1964-1966 Seaplane Grey replaced with Gloss Light Gull Grey (FS16440)
RAAF Spec 8010-019-4959. Refer Note 1.

 

NOTES
1
Sourced from RAAF Drawing A14166 "Finishing Scheme Neptune Aircraft". The date of the first issue appears to be 22.9.61. Although this drawing is based on an outline of the P2V-5, the latest amendment was June 1975 by which time the P2V-5 had been out of service for eight years so clearly the drawing also applied to the P2V-7. The shade of grey is defined as Light Gull Grey Gloss 8010-019-4959. An amendment dated 7.3.72 calls for the introduction of black gloss numerals on both sides of the nose and fin. The last two digits of the serial number were applied to both sides of the fin. Dimensions of each number were: Height 32 inches, Width 20 inches, Stroke 4 inches. The last three digits of the serial number were applied to both sides of the nose the same size as the full serial number which appeared on the rear fuselage. Dimensions of each character were: Height 8 inches, Width 5 inches, Stroke 1 inch.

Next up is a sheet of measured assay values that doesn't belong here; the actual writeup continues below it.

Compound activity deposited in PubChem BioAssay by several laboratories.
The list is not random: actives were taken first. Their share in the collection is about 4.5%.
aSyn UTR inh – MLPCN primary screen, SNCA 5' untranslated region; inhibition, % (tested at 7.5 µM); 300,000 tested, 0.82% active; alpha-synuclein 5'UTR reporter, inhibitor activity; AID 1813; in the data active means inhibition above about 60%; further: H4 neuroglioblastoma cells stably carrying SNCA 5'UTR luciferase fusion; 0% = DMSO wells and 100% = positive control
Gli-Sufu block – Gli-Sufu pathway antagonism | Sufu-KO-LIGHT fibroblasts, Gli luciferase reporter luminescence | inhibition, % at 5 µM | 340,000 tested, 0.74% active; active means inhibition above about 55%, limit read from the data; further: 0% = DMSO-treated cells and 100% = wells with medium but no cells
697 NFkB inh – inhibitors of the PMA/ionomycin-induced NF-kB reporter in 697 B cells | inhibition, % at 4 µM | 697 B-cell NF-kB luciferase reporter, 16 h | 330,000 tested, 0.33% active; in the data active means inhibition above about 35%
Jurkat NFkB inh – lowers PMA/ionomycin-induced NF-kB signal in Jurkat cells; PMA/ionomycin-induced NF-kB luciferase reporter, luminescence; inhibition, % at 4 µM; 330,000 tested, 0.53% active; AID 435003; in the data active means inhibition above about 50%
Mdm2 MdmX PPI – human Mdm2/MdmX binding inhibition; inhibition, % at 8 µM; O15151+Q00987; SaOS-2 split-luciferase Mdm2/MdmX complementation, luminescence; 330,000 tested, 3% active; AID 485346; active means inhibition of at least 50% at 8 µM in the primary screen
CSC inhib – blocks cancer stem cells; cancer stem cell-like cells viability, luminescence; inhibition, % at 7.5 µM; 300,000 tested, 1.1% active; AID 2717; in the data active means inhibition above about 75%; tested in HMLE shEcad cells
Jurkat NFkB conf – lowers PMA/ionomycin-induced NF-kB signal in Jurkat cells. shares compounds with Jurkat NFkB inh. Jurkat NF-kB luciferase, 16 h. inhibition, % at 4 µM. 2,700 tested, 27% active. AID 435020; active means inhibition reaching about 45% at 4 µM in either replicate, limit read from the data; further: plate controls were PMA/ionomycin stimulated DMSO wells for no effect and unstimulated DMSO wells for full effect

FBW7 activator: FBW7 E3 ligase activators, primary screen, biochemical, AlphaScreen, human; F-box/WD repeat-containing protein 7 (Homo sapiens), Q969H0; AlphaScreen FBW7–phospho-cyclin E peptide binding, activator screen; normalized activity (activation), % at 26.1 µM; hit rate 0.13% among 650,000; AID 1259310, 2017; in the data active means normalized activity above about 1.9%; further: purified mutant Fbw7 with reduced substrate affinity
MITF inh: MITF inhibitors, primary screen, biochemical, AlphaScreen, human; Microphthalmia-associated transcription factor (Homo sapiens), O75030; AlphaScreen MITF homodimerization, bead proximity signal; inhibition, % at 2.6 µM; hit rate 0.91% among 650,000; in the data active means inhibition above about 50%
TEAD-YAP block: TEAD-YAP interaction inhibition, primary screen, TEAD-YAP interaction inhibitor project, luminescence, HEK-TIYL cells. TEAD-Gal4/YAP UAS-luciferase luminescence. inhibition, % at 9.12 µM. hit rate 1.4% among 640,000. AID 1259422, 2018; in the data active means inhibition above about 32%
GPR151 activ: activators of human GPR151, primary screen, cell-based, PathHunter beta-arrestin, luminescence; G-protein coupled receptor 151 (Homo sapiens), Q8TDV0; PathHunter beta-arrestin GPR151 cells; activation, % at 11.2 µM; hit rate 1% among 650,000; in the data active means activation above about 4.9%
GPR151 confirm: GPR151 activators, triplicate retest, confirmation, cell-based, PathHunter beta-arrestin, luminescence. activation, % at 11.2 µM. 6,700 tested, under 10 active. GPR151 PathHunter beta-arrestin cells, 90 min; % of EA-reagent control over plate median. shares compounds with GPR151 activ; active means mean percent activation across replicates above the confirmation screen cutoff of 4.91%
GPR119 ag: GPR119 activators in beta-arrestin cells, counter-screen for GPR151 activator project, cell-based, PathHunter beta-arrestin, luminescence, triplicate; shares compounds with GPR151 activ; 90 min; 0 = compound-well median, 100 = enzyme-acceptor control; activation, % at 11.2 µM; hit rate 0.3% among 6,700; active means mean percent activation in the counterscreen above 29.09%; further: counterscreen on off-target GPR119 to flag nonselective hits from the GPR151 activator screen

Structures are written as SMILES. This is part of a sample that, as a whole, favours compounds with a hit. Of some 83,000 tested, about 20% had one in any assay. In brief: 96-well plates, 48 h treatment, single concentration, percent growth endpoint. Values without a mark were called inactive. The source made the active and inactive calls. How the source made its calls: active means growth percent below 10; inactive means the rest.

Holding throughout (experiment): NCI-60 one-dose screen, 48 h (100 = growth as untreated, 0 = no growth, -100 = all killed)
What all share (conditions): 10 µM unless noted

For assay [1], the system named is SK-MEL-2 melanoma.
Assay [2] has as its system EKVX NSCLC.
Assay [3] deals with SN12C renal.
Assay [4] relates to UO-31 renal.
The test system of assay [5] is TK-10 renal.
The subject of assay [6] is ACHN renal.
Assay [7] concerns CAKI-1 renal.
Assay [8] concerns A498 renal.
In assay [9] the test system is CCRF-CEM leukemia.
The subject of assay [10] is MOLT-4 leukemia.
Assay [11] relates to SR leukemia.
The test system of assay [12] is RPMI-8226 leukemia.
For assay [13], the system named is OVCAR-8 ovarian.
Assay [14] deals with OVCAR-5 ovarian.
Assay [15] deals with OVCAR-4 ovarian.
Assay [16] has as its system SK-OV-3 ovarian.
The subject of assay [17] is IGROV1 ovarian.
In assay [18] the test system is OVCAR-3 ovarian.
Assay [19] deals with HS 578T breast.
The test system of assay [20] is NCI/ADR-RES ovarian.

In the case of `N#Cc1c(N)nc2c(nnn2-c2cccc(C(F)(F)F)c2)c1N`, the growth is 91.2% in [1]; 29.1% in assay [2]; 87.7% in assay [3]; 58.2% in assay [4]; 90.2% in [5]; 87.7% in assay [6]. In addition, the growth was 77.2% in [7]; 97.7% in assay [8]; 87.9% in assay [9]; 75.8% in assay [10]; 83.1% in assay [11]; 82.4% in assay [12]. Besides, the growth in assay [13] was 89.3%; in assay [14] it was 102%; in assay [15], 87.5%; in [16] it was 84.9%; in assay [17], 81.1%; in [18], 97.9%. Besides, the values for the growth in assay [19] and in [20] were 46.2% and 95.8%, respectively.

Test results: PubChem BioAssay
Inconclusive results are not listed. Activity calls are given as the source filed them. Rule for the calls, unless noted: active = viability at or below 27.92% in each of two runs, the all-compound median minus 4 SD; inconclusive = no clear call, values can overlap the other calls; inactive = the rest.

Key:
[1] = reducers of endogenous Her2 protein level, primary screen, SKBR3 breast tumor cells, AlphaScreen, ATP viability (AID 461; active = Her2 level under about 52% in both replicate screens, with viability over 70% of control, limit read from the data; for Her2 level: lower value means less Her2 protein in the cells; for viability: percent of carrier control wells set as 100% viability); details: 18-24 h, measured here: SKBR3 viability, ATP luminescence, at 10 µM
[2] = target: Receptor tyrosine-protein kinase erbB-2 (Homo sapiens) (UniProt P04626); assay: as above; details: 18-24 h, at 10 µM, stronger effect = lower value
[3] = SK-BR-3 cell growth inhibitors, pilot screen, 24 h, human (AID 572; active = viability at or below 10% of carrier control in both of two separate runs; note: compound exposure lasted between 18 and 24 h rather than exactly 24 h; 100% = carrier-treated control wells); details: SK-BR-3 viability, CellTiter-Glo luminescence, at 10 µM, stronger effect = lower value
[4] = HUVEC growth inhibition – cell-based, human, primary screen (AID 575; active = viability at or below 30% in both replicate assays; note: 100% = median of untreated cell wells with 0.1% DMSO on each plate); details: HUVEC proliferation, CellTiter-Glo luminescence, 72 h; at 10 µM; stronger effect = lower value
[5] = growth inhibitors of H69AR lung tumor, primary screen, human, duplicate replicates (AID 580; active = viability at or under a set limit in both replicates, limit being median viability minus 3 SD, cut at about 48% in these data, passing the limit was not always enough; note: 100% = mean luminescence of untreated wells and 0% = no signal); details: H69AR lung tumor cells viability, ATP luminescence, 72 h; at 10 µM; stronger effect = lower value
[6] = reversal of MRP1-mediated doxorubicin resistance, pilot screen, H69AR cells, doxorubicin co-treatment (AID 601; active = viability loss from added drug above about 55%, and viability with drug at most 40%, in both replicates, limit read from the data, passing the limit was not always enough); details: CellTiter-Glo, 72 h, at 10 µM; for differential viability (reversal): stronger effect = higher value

2
The following chart attempts to illustrate the three basic colours that were applied to RAAF Neptunes. It must be noted that the HEX values are dependent on external factors such as monitor calibration and therefore should be used with caution. If nothing else, it demonstrates that Sea Blue and Seaplane Grey were very similar. Add a degree of fading and oxidisation and it is easy to see why the colours are often confused.

 

NEPTUNE COLOURS

 

Colour Name
FS
595
HEX
(Note 2)
HEX Colour
Remarks
Sea Blue
(Gloss)
FS15042
151B17
Also known as Midnight Blue or ANA623

Seaplane Grey
(Semi-Gloss)
FS26081
3B3F42
The Gloss version of Seaplane Grey is also known as Engine Grey
Light Gull Grey
(Gloss)
FS16440
ACACA4
RAAF Spec 8010-019-4959
Also known as ANA620

Insignia White
(Gloss)
FS17875
EDF2F8
RAAF Spec 8010-018-5119
Also known as ANA515
Used for fuselage top and roundels

 

 

P2V-7 MARKINGS
Roundels
All P2V-7s were delivered with traditional red, white and blue roundels in all four positions on the wings but with kangaroo roundels on both sides of the fuselage. The kangaroo roundel was introduced on the wings in early 1967.
Serials - Fuselage

All P2V-7s were delivered with the aircraft serial in white on the rear fuselage and the last three digits of the serial in white on the nose. After the aircraft were repainted Light Gull Grey, these serials were presented in black at which time dimensions of each character were: Height 8 inches, Width 5 inches, Stroke 1 inch.

Serials - Tip Tanks
The last two digits of the serial number were painted on the tip tanks in black around 1965-1967. These appear to be the same size as the fuselage serials.